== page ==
ABSOLUTELY BLISSFUL. I forgot how pleasant it is to run while not dripping with sweat and panting to get adequate amounts of oxygen from damp air that makes lungs feel like disgusting sponges... Low 50s, bright and sunny and clear, absolute bliss.
(The New York-style steam heat came on last night for the first time, in a faint way--that sound of hissing! The pleasant slight smell of scorching, like ironing! Mmmm....)
10.2 miles, 10:00 pace average, 142 HR average. Perfect. (Well, it could be even slower and with lower HR, but this was a very good stab at it, and it felt great.)
And now I am going to indulge myself with an excessively rambling set of training-related musings...
First of all I read an amazingly good training-related document this week, courtesy of Brent: Hadd's Approach to Distance Training (that's an HTML file, but you can get it as a Word document which is more convenient--click the first link here).
Quite a bit of this is never going to be relevant to me. I'm never going to be doing that kind of mileage, so I will never for instance have the very tight spread (think of it as a "clock face") between mile PR (at twelve o'clock) and pace in 5K, 10K, half-marathon and marathon falling at fifteen-second intervals around the clock.
(I'm making up these paces to illustrate, I do not have a timed mile of this sort and I have obviously not yet done a marathon, but let's say my current mile PR might fall at 7:30 but my current marathon pace would be 9:30 to be on the safe side, 9:15 at absolute best I think--so closer to a two-minute spread. The 10K-HM spread is closer to what he recommends, but still probably more like 20 seconds than fifteen, or maybe more.)
But there is a quite wonderful section where he describes a training season, following time out from injury, where impatience led him to do his long runs too fast, and he found himself uncomfortable at even a slower-than-usual pace on the really long ones--very illuminating. And the thing I've most immediately taken away from it is the recommendation of a 50bpm spread between max HR and the HR for long runs.
This is an immensely useful rule of thumb, it seems to me. (It comes in context of some very generally useful observations on lactate threshold and running speed for training purposes--well worth a look. The point of this rule is that this is what's most beneficial in terms of capillarization and mitochondria-energy systems for endurance running.)
The top HR that came up on my monitor at last weekend's HM was 188; I haven't done more systematic testing (I want to, but I keep on flaking out on it!), but let's say a max of 190. Possibly a few beats higher, but that's probably about right.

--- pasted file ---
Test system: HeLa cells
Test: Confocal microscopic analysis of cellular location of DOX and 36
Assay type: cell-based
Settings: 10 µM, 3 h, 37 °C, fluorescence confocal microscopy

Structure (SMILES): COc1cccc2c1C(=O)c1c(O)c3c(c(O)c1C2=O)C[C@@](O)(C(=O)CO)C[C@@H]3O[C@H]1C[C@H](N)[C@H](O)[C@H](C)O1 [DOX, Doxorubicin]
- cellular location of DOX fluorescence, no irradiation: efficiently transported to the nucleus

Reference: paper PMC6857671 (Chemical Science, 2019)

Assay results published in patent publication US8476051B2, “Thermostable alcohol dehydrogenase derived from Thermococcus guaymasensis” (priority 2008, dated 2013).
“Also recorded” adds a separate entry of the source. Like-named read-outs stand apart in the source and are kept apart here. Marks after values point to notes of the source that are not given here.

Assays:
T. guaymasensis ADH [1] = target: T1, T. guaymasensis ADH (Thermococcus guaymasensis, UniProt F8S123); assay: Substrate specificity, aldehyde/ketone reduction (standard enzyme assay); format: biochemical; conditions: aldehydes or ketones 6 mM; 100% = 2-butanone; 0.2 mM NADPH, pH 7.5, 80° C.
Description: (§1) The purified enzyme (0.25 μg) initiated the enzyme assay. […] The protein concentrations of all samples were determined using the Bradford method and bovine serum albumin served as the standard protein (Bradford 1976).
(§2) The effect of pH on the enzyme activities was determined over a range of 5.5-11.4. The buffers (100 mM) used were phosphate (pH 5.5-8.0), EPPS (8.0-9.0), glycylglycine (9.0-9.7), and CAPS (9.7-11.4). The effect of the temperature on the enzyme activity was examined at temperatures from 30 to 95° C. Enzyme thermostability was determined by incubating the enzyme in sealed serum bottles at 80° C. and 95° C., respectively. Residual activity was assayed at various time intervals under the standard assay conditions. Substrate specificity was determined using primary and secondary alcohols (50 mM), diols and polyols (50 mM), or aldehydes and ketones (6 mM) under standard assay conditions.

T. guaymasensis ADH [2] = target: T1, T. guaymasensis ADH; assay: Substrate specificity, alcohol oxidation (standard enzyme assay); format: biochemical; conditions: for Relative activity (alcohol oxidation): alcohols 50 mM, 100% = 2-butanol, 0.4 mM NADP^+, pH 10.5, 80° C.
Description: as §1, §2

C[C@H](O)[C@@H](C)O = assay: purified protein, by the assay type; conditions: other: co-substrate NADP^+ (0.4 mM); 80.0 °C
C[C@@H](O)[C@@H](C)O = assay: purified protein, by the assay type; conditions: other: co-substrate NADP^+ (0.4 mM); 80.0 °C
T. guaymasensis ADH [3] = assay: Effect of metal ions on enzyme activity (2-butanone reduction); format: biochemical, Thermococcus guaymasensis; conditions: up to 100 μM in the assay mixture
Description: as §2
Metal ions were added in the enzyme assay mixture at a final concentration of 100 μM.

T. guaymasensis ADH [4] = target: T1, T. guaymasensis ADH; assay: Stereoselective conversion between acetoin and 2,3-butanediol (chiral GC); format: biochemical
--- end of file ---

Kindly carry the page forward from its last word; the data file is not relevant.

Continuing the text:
So we're talking 140 (or a bit lower) as the HR for long runs.
Now, this has been virtually unobtainable due to heat and humidity and hilliness. The only runs this summer where I successfully maintained a sub-140 HR (i.e. higher 130s) was with my friend R. Combination of factors: 6am run; flat run along Hudson rather than Central Park; his comfortable pace is currently closer to 12:00 than 11:00 so I let him set pace and followed lead. I've been doing low-HR-aware thinking this last 10 weeks or so, but given New York summer temperatures and, as I say, hilliness of the long run terrain, the rule of thumb there (in addition to trying to follow pace recommendations vis-a-vis Daniels' Running Formula) was "keep Jenny's HR monitor below 150." And even this grew increasingly challenging in the later part of the run, due to cardiac drift.
But today's perfect weather made everything come clear! We were aiming for 10:00 pace--this is at the faster end of Daniels' long run pace, but he gives marathon pace (say 9:30 in my case) as an alternate possibility for long runs, and I figure 10:00 is pretty reasonable. A couple weeks ago, due to weather, my HR on this would have hovered in high 140s and tipped over pretty quickly into mid-150s. But now it's cool and no longer humid, the HRs are just right. In the middle of mile 7, I looked at my monitor and saw it was right at 140, and indeed other than the couple hillier stretches where it did go up again, the average HR really was just right.
So here are details, why not actually paste in the whole chart from the Polar set-up:
(NB I never set the max HR or anything, so the percentages given are not necessarily accurate, but it gives the idea. I must get on the ball about this and sort out some detailed numbers and training zones...)[ED. Hmmm--I must see if I can find some way to get clearer definition on that paste-in, the numbers are pretty much unreadable...]